A protein scaffold, engineered SPINK2, for generation of inhibitors with high affinity and specificity against target proteases.Nishimiya, D., Kawaguchi, Y., Kodama, S., Nasu, H., Yano, H., Yamaguchi, A., Tamura, M., Hashimoto, R.
(2019) Sci Rep 9: 11436-11436
- PubMed: 31391482
- DOI: https://doi.org/10.1038/s41598-019-47615-5
- Primary Citation of Related Structures:
- PubMed Abstract:
Proteases are one of attractive therapeutic targets to play key roles in pharmacological action. There are many protease inhibitors in nature, and most of them structurally have cystine knot motifs. Their structures are favorable for recognition of active pockets of proteases, leading to the potent inhibition. However, they also have drawbacks, such as broad cross-reactivity, on the therapeutic application. To create therapeutic proteins derived from a disulfide-rich scaffold, we selected human serine protease inhibitor Kazal type 2 (SPINK2) through a scaffold screening, as a protein scaffold with requirements for therapeutic proteins. We then constructed a diverse library of the engineered SPINK2 by introducing random mutations into its flexible loop region with the designed method. By phage panning against four serine proteases, we isolated potent inhibitors against each target with picomolar K D and sub-nanomolar K i values. Also, they exhibited the desired specificities against target proteases without inhibiting non-target proteases. The crystal structure of kallikrein related peptidase 4 (KLK4)-engineered SPINK2 complex revealed the interface with extensive conformational complementarity. Our study demonstrates that engineered SPINK2 can serve as a scaffold to generate therapeutic molecules against target proteins with groove structures.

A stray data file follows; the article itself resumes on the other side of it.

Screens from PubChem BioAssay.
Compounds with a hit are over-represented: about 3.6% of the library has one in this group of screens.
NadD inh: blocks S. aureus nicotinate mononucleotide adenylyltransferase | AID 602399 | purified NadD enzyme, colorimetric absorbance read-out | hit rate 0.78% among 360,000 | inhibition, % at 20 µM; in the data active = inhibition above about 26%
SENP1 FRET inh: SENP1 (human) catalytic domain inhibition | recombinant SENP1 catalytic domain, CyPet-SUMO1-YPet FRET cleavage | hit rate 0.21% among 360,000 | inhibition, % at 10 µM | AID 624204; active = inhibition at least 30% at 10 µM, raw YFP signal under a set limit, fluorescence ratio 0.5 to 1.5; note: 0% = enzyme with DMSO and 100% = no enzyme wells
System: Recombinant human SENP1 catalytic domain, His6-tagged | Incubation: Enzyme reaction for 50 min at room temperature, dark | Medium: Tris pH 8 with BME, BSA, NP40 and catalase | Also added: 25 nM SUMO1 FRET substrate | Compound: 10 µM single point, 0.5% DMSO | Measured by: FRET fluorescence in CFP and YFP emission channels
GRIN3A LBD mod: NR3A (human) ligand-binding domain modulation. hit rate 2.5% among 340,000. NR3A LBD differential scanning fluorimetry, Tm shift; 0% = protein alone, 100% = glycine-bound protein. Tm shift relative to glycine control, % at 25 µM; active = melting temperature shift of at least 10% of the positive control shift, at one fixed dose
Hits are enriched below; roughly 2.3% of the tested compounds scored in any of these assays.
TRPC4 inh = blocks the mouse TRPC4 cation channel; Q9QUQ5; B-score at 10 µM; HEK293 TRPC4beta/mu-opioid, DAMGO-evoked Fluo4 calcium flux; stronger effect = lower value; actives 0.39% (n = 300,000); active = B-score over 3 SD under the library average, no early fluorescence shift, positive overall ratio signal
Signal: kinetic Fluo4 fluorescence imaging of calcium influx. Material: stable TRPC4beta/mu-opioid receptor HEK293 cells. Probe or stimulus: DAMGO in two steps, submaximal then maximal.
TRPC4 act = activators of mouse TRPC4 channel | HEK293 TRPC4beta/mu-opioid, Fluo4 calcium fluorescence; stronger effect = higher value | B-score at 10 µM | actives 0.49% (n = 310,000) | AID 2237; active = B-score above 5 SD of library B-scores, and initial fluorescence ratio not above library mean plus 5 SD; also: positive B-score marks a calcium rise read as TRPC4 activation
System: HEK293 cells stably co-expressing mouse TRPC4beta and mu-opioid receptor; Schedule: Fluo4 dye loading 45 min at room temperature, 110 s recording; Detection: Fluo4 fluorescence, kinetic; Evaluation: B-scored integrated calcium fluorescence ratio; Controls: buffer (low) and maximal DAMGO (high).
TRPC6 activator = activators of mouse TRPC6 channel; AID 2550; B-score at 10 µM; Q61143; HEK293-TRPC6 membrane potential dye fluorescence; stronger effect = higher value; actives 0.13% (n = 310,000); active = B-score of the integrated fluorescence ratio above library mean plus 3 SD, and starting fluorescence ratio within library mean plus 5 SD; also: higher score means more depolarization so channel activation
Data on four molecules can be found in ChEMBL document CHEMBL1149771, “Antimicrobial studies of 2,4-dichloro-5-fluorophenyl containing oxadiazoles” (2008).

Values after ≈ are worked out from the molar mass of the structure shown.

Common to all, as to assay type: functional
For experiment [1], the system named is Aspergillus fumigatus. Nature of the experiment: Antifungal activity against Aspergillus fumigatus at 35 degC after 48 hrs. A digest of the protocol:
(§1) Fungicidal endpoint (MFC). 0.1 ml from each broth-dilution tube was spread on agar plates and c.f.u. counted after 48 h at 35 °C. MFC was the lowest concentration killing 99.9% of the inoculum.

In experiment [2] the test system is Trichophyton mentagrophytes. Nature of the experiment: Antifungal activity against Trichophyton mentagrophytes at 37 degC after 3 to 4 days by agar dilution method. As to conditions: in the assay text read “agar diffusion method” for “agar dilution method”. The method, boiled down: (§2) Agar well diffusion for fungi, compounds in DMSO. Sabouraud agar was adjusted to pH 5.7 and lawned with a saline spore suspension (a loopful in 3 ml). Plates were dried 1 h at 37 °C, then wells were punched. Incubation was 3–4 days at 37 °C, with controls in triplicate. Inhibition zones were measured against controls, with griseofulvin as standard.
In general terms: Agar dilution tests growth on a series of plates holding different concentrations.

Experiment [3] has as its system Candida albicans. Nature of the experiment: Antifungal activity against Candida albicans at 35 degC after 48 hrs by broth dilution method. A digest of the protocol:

DAIICHI SANKYO CO., LTD., Biologics Division, Modality Research Laboratories, 1-2-58, Hiromachi, Shinagawa-ku, Tokyo, 140-8710, Japan.